Gravity Wave | George Spicka


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This is a midi-version of Gravity Wave, a piece I composed for the “Pique Collective,” a Baltimore based ensemble that performs New Music.

Pique Collective consists of flute, guitar, cello, piano, and percussion. With regard to Gravity Wave, the flute and cello both are to be doubled electronically. These doubled parts are included in the score.

The piece’s rhythmic intent is manifest, with a steady quarter note pulse throughout. With few exceptions, the piece is in 6/8 meter. The most noticeable exception is the first section, which consists of alternating measures of 5/8 and 6/8.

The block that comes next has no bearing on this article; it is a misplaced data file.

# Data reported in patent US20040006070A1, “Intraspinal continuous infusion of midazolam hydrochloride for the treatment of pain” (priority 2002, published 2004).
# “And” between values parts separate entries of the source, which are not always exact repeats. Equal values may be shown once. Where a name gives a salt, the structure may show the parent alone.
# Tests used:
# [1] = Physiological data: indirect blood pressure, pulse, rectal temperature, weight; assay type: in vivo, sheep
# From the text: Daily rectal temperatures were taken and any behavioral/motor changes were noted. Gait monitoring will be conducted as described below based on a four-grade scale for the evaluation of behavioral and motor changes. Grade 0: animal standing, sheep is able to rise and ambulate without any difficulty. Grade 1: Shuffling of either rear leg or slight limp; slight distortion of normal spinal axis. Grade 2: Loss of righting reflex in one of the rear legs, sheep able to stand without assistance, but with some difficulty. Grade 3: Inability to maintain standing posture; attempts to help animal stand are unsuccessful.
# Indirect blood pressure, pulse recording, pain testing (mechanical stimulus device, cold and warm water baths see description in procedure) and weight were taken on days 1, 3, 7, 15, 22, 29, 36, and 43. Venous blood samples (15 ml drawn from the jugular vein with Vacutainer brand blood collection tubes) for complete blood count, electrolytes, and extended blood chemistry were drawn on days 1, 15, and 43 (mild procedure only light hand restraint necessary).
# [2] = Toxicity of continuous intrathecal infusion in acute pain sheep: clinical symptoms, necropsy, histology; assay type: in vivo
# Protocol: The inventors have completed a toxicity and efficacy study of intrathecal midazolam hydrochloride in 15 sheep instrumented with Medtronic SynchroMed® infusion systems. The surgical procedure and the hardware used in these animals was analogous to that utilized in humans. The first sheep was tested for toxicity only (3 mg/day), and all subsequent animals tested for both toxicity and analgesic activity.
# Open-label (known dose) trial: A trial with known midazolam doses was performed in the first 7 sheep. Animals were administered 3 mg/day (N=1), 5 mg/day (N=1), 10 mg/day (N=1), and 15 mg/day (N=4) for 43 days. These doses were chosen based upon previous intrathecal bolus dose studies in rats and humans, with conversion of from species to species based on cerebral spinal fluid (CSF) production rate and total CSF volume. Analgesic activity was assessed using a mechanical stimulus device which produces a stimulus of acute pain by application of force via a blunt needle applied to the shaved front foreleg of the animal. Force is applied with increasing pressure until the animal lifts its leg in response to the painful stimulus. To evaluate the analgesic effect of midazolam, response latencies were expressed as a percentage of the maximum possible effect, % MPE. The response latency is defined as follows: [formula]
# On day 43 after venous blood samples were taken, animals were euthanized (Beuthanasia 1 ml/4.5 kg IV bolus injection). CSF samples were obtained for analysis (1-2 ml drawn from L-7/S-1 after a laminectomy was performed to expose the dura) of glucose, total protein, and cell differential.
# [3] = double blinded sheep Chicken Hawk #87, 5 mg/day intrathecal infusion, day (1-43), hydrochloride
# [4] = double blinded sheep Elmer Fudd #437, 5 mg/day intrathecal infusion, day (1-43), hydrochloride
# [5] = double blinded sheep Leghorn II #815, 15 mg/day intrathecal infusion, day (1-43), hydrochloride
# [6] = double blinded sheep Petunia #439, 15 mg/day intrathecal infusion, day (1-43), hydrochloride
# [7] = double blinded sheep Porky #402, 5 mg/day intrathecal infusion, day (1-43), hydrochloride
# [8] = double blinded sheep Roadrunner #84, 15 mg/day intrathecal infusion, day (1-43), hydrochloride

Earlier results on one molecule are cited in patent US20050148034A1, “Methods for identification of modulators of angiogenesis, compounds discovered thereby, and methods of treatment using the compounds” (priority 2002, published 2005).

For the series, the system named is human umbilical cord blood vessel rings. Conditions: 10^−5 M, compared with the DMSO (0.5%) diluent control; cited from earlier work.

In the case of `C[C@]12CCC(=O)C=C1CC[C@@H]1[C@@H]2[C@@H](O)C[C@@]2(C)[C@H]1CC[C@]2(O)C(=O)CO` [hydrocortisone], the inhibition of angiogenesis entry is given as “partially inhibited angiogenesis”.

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In 1664, Isaac Newton was the first to become aware of gravity. Called “the Law of Universal Gravitation,” it is the force that draws objects toward each other. However, Newton was unable to determine what this force was.

Albert Einstein had many ideas about gravity and space. He predicted that when two bodies, such as planets or stars, orbit each other – they would cause ripples in space. These would spread out like ripples when a stone in tossed into a pond.

Gravity waves are invisible but fast, traveling at the speed of light (186,000 miles per second).

They were observed for the very first time in 2015, using the combined Laser Interferometer Gravitational-Wave Observatories in Hanford, Washington and Livingston, Louisiana.